SARASOTA, Fla. — — Orioles pitcher Miguel Gonzalez has learned to never make assumptions when it comes to baseball.
Take, for example, Sunday afternoon, when the 28-year-old Gonzalez was making his first Grapefruit League appearance of the season at Ed Smith Stadium in the Orioles' 12-3 win over the Phillies. He made quick work of a Phillies split-squad team, pitching two scoreless innings without allowing a hit.
Facing his final hitter of the day, Gonzalez got Phillies third baseman Michael Young to lift a routine fly ball to right field for the third out of the fifth inning. Instead of idly watching the out or starting a casual stroll back to the dugout, Gonzalez scrambled off the mound to cover second base — just in case.
"Those are things I notice that lets you know this guy is not assuming anything, not when you've been where he has" Orioles manager Buck Showalter said. "Miguel is trying to make the club."
Gonzalez was signed last spring training to a minor league contract after being found by executive director of international recruiting Fred Ferreira pitching winter ball in Mexico. He ended the season as arguably the Orioles' most consistent pitcher. He won four of his last five decisions in the heat of a pennant race. Eight of his last 10 starts were quality starts, not including an additional one against the Yankees in Game 3 of the American League Division Series.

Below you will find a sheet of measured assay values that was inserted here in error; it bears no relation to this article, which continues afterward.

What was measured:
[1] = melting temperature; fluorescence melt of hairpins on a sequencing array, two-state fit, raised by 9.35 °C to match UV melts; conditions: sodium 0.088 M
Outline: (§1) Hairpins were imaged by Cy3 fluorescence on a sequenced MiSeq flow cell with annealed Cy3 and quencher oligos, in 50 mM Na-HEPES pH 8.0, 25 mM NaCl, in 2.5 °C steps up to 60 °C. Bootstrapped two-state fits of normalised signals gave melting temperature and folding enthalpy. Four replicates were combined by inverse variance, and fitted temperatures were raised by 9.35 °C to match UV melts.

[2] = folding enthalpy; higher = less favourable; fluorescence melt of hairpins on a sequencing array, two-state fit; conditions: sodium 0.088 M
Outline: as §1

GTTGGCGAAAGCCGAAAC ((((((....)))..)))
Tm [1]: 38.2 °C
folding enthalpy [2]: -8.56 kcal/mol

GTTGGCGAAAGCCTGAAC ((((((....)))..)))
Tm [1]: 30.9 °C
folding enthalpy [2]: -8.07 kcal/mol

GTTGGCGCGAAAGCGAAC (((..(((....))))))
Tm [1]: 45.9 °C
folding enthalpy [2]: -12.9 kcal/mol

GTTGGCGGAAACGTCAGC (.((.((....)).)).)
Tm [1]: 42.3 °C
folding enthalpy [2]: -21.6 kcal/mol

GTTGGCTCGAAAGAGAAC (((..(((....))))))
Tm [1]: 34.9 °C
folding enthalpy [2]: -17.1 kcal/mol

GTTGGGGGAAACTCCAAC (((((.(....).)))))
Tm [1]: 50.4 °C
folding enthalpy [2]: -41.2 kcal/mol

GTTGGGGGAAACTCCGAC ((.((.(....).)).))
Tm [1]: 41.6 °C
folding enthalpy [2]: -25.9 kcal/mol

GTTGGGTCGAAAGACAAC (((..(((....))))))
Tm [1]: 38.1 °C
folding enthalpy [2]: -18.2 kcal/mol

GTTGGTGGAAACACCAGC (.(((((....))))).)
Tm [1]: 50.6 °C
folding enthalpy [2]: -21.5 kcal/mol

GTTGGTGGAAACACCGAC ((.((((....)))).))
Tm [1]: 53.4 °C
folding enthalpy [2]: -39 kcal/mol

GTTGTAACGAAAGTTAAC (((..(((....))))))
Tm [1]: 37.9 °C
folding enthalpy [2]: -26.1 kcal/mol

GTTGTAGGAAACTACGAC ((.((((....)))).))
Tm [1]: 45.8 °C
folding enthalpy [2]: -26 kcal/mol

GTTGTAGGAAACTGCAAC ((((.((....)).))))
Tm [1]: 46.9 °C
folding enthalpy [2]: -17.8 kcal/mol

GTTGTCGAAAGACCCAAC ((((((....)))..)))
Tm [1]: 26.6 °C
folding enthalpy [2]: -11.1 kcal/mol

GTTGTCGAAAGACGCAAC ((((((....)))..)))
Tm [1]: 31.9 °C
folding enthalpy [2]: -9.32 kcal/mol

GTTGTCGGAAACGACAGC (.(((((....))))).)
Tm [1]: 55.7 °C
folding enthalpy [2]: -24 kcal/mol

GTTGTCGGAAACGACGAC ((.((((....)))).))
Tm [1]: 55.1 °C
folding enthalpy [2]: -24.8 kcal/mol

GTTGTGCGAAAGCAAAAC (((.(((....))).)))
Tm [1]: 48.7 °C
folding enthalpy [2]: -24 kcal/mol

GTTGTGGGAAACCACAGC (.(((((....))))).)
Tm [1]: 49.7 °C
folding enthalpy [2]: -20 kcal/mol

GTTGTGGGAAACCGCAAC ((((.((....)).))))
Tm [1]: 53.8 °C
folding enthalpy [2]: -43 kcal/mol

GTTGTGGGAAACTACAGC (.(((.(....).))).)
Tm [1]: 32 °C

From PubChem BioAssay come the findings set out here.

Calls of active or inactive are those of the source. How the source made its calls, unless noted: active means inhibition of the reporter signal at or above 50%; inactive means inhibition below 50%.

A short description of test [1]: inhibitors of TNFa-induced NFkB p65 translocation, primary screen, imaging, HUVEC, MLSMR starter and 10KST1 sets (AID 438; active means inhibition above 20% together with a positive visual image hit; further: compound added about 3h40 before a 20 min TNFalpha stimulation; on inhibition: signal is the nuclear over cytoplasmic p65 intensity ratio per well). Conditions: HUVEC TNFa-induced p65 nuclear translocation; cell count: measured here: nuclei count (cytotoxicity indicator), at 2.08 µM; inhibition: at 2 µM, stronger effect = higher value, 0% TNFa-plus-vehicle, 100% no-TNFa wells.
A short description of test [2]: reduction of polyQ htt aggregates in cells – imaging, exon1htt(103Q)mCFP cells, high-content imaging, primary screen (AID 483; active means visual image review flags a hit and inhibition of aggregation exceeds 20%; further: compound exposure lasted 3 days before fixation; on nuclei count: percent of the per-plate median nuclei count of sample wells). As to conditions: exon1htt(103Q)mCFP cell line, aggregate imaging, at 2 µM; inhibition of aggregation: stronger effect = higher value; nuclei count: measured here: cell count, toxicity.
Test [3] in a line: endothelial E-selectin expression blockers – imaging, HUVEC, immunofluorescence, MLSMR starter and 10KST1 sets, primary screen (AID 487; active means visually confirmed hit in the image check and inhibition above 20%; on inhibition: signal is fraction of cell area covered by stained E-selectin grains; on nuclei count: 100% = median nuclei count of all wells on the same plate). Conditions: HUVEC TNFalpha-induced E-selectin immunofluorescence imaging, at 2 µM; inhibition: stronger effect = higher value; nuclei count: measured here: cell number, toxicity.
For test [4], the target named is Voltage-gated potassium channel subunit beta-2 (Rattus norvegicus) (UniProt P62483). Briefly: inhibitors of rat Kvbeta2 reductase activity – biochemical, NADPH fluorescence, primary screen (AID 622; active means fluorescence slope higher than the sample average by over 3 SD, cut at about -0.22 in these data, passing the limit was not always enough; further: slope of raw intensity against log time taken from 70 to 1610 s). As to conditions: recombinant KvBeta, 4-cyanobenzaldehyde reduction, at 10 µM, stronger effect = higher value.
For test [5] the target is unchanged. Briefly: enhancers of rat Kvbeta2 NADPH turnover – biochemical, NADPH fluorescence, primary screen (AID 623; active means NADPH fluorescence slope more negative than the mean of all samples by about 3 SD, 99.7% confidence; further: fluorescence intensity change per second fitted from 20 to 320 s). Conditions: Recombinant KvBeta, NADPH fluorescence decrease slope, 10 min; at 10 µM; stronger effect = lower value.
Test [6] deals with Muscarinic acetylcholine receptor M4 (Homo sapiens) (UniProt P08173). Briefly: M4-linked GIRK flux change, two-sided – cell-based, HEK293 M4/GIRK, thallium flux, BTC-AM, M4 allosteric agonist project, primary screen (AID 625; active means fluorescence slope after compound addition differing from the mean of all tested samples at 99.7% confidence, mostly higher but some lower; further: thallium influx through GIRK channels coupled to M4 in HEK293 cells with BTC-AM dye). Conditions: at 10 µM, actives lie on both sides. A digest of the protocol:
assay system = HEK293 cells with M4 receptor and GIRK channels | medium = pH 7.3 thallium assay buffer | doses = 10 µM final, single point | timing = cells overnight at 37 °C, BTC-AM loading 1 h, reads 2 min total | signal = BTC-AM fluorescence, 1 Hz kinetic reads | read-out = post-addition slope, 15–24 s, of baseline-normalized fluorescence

But Gonzalez isn't assuming he has a rotation spot secured for 2013, let alone a roster spot. Gonzalez toiled in the minors for eight years — two of those seasons completely taken away by Tommy John surgery and a chronic knee injury — so he realizes that success can be fleeting.
"The fact that I've played everywhere helps me," Gonzalez said. "I played in Mexico and that helped me out mentally and physically playing year round and facing guys down there. I was able to come here and be a better pitcher and know how to pitch to hitters. And having the struggles I did and forgetting about what happened in the past and just worrying about what's going to happen now in the present, that helps me, too."
Most pitchers have their first big league camp before dominating hitters on the road at Yankee Stadium, but Gonzalez's path has never been conventional.
"I was pretty pumped," Gonzalez said of Sunday's outing.
Gonzalez spent the summer at home in Southern California training with Orioles vice president of baseball operations Brady Anderson. Gonzalez said the workouts at Anderson's home in Glendale, Calif. — left-hander Zach Britton was also a participant — will keep him strong throughout the season.
Last season, Gonzalez pitched a total of 220 innings between winter league, Triple-A Norfolk and the majors. The Orioles were careful with Gonzalez down the stretch, giving him an extra day of rest whenever possible.
The Orioles will remain careful with Gonzalez. He's the favorite to be the team's No. 3 starter when camp breaks. He decided to skip winter ball in Mexico. He was invited to pitch for Mexico in the World Baseball Classic, but after careful consideration, he declined.
The workouts have paid off, Gonzalez said. His legs feel stronger. He dropped two percent body fat and added eight pounds of muscle.
"I feel stronger this year and my goal is just to stay healthy," he said. "I don't want to change anything from what I did last year. I just wanted to get stronger. Another goal of mine is to throw 200-plus innings anywhere I go, whether it's in Triple-A or the big leagues."
It's more than likely he begins to work toward that goal in the big leagues. But he makes no assumptions.
"I think it has a more to do with what he's been through to get here," Showalter said. "He's letting it rip and he's not taking one pitch for granted."
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